DOD Announces Unified Cyber-Security Standard

The Defense Department recently released a draft of the unified cybersecurity standard model which contractors must follow: the Cybersecurity Maturity Model Certification framework.

Katie Arrington, DOD’s chief information security officer for the Office of the Undersecretary of Defense for Acquisition and Sustainment, announced the CMMC framework during a panel discussion at the Intelligence and National Security Summit.
Expected to be implemented in 2020, the model will require any company in the DOD supply chain to become certified before it can do business.
Arrington went on to note that startups and small companies, the businesses DOD relies on for innovative solutions are the most vulnerable to cybersecurity threats in the supply chain.
Adversaries “aren’t going after a Lockheed Martin, at the top prime level, they’re going after the small business, that [Small Business Innovation Research awardee], that [other transaction authority firm] that’s the most vulnerable,” she said during the panel, adding that she hopes other federal agencies also adopt the model.
“We can’t expect our companies in that paradigm to protect themselves against a nation state.”
The framework’s release follows watchdog reports that called out insecurity in the DOD supply chain because of contractors not following cyber standards.
The model is expected to be initially available in January 2020, with CMMC requirements becoming part of requests for information by summer of 2020, and included in requests for proposals later that fall, Lord said. Lord explained that an entire system doesn’t have to achieve a single rating.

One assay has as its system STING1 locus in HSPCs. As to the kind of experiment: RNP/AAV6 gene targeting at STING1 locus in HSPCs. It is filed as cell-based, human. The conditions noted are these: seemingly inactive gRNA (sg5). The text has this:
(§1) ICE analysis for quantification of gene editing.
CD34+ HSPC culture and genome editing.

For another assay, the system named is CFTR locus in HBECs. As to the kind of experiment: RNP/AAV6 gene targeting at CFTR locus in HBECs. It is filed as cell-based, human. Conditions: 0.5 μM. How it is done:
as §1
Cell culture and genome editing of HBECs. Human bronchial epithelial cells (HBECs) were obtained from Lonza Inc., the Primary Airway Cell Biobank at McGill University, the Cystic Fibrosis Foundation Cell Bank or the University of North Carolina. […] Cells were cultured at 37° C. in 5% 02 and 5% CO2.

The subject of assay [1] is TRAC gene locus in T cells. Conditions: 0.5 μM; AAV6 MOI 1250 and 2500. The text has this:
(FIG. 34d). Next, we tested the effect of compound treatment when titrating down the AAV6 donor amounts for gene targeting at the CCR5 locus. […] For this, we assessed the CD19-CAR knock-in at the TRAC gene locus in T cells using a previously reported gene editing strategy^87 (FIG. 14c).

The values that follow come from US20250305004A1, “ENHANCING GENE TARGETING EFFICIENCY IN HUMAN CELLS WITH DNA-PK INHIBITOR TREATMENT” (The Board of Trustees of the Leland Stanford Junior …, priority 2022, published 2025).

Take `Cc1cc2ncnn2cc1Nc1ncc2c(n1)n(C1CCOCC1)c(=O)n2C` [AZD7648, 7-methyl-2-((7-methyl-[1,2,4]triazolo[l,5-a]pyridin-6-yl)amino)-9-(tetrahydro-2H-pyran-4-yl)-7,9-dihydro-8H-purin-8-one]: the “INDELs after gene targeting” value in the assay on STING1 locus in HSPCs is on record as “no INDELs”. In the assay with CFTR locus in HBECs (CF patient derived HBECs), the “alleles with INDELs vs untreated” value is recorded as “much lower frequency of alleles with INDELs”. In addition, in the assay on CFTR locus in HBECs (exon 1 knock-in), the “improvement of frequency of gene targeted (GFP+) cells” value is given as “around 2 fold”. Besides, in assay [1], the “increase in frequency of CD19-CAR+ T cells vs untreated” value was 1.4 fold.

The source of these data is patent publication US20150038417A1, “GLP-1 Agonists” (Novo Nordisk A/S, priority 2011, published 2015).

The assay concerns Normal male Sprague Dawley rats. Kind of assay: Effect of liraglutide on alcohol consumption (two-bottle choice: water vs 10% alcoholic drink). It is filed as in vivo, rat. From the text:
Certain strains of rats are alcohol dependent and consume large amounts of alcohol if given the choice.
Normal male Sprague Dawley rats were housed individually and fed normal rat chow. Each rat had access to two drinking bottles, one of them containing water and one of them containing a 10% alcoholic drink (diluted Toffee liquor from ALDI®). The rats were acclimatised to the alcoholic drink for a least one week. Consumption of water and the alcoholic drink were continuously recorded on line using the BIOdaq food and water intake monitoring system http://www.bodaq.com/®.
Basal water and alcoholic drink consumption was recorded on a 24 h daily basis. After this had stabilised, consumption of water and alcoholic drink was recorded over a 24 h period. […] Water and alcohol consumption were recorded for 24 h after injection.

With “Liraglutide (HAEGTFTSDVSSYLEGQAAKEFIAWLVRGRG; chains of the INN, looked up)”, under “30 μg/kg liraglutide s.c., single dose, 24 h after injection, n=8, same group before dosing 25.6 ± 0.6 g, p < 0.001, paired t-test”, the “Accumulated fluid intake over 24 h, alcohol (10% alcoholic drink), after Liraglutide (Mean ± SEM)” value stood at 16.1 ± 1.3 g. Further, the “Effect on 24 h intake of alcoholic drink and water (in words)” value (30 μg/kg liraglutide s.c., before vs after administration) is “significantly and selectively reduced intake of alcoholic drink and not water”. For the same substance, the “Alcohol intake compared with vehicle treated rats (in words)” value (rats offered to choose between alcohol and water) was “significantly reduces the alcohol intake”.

“Different parts can have lower and then higher amounts. So, if you have a hardware portion that really doesn’t have a cybersecurity requirement, there won’t be much levied on that.”
Arrington said DOD will release the model to an industry consortium in January 2020 to help certify the more than 300,000 companies in the DOD supply chain and ensure its scalability.
The consortium would work with DOD, other federal agencies and academia to make sure the model doesn’t become another checklist.
“That’s what we do not want it to be. It needs to be robust as threats change and evolve; we need to be able to evolve with them in real time,” she said.
Certifiers would come to every company -- not just in the defense industry base, but in its supply chain. That certification would be needed before even a startup could do business with the Defense Department.
Arrington also insisted that the needs and requirements of small businesses were top of mind when the framework was created and that companies would be able to build the cost of meeting the relevant cyber maturity standards into their rates when bidding on DOD contracts.
For example, CMMC Level 1, Arrington described as basic cyber hygiene and would run businesses around a few thousand dollars. Level 3 would be similar to NIST 800-171, which governs controlled unclassified information and Levels 4 and 5 are reserved for critical technologies and weapons systems.
“We built the model so it would be economically feasible for small businesses to achieve it. And then on the other side, when we say security is an allowable cost that we can actually put it in the technical requirements and that way they can say, ‘Ok, we need to have CMMC Level 3, this is what [costs] would look like  … and that rate is built in there.”
Framework commenters can do so anonymously, without including company information, according to Arrington. She encouraged vendors to give DOD “honest input.”

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